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Bear Down Gym to be New, Temporary Home for Old Main Offices
About 100 employees will move into Bear Down by August. Old Main renovations are scheduled to start in October.
With restoration work beginning soon on the University of Arizona's beloved Old Main, about 100 full-time employees will be relocated to Bear Down Gymnasium by summer's end.
The Old Main construction is scheduled to begin roughly in October and continue through June 2014, so the University has already begun converting Bear Down to take in the Center for Exploratory Students and the Office of Admissions.
Also moving into the gym will be the Think Tank, which is currently housed in the Robert L. Nugent Building. That's because the Office of the Dean of Students, currently in Old Main, has privacy issues to manage that prevent it from being able to move into Bear Down with the rest of its Old Main neighbors. So the Dean of Students office will be in Nugent, and the Think Tank will move to Bear Down.
"Visualize your old high school gym suddenly becoming a tutoring center, academic support area and advising office – I think it's really interesting," said Melissa Vito, vice president for student affairs.
The University is trying to create as much private space as possible within the giant gym, she said. That means bringing in cubicles to enclose personal workspaces. The cubicles, along with carpet that will be laid, also will help reduce noise.
The gym currently doesn't have air conditioning, so that is being addressed as well, she said, and everything needs to be ready to go by August so the displaced offices aren't in disarray when classes resume.
"When freshmen come to campus, they won't even know things were elsewhere," Vito said.
Meanwhile, the second floor of Old Main will be getting its first major renovation in "quite some time," along with parts of the ground floor, said Bob Smith, senior associate vice president for business affairs.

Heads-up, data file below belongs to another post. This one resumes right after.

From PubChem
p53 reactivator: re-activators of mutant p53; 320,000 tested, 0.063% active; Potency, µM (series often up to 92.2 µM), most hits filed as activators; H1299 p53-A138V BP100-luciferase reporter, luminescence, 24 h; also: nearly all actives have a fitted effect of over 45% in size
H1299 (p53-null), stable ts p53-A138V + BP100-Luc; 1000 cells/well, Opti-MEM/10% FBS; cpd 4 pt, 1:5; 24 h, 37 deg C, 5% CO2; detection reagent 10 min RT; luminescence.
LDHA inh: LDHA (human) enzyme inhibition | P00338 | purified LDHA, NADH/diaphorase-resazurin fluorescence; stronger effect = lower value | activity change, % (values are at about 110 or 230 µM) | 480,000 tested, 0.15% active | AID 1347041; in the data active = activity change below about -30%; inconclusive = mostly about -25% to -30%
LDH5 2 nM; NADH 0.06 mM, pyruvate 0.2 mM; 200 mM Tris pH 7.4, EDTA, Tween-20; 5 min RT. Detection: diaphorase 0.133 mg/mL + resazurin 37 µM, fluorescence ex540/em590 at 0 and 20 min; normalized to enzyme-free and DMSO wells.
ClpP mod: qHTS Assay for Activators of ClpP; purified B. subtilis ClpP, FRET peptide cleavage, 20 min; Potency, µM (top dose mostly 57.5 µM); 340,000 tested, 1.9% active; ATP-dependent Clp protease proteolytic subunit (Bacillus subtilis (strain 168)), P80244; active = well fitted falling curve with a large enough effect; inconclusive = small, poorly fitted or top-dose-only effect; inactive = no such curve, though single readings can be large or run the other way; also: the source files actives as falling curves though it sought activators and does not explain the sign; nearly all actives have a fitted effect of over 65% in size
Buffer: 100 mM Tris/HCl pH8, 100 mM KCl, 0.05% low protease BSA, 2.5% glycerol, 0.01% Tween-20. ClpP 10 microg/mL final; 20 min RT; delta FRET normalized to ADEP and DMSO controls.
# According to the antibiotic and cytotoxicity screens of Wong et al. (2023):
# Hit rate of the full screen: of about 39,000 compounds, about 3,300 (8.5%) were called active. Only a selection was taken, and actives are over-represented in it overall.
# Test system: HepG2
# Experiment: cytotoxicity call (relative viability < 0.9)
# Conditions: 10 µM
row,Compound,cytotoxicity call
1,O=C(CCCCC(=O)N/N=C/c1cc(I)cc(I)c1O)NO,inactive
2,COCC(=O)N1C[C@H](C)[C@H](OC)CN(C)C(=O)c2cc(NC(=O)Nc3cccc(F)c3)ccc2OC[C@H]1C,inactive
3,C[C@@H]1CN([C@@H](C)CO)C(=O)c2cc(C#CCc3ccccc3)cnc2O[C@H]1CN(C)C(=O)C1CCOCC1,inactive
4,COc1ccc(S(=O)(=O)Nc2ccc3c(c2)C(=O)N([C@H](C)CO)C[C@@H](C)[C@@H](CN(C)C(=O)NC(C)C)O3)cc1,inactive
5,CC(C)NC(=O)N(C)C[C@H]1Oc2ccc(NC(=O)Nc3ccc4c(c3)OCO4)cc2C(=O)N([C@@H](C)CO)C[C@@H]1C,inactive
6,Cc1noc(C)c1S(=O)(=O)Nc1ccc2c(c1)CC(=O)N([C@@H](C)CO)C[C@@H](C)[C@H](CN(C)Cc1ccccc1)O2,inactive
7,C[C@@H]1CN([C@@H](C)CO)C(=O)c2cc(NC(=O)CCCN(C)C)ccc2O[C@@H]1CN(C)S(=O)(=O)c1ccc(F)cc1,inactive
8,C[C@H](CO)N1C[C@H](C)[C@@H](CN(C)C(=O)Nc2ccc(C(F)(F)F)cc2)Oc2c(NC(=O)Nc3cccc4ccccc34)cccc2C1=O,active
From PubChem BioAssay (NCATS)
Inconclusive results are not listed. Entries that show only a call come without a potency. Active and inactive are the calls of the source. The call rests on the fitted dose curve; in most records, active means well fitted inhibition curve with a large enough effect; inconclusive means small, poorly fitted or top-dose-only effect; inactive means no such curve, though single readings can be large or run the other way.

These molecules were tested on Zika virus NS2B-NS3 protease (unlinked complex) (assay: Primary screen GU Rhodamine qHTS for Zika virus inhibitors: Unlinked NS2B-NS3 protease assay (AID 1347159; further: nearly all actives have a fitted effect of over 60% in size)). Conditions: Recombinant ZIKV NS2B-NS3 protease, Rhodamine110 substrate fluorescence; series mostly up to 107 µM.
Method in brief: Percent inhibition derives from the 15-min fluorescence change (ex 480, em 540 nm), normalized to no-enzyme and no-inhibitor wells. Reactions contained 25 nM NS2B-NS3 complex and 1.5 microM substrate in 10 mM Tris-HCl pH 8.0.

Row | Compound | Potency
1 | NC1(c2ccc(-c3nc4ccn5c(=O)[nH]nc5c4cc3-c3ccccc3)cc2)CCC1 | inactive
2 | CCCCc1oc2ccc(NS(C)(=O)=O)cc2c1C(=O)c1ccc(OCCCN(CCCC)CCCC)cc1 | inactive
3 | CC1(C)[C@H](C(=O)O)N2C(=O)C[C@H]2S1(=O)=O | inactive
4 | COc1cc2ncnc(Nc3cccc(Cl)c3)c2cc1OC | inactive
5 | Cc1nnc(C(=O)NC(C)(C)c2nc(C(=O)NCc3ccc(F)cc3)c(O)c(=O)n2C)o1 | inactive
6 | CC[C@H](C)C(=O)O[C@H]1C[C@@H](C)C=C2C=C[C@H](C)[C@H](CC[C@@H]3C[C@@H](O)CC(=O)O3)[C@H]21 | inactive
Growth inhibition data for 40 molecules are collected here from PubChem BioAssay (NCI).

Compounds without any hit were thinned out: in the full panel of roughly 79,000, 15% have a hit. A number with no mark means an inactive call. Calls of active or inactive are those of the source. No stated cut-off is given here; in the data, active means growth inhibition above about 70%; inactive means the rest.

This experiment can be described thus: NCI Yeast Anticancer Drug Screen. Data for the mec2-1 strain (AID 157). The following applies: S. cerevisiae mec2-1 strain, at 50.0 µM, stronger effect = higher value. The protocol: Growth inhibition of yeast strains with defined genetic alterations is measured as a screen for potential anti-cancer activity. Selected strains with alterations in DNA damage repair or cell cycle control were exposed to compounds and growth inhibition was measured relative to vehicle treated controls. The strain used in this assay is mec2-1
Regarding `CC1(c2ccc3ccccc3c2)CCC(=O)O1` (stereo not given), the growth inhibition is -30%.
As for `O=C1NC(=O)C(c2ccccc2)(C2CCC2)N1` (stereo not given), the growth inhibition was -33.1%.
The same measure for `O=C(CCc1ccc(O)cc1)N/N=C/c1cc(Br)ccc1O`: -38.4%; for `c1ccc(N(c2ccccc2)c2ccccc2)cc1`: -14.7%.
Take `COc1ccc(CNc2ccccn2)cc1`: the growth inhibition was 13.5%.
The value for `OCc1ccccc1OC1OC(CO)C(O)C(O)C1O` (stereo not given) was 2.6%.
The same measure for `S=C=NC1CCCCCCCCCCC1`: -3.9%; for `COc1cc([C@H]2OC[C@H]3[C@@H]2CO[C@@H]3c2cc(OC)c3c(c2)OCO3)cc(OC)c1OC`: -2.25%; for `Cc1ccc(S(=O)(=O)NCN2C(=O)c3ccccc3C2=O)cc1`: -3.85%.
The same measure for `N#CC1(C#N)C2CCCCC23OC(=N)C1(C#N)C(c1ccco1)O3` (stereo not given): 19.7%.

The first floor underwent a renovation from 2006 to 2008, enabling the offices of admissions and orientation services to move in there. That was the first work on the building since the 1980s.
Old Main was built in 1891 with what were considered the "greenest" features of the era: thick brick walls for insulation; wide, wraparound verandas for cooling shade; and the entire building was sunk 6 feet below ground to help minimize the effects of the warm Tucson summers.
Now, the University is reinforcing the 120-year-old building's structural systems – reconstructing building footings to properly support the whole building and prevent storm water penetration, and rebuilding the columns supporting the porches around Old Main as well as the porch walking decks and the roof above, Smith said.
The work is estimated to cost around $13 million, which the University plans to cover with donated money. Turner Structural Engineering Co. will do the work.
"Old Main is one of the University's most treasured buildings, and we want to be sure to take good care of it," he said.
Following a Tucson trend that is making the old "new" again – such as the downtown Façade Improvement Program and the construction of a "modern" streetcar – Smith said the idea is to restore Old Main as close as possible to its original form and appearance while meeting the requirements of current building and fire safety codes.
"We are hopeful that we will be able to capture the essence of the original design and construction of this iconic symbol of our University," he said.
Future plans for Bear Down remain up in the air, he added.
When the temporary administrative offices are no longer needed there, he said, "we will consider utilizing the space for new, greatly needed, high-tech, large classrooms."
Vito said the Dean of Students office will remain in Nugent, leaving open the chance that the Think Tank would move into Old Main when construction is finished.
"Anything is possible," she said. But the sentimental value of the University's oldest buildings won't be lost while making those decisions.
"Our iconic buildings on campus, like Old Main or Bear Down, mean a lot to students, faculty, alumni and our external community."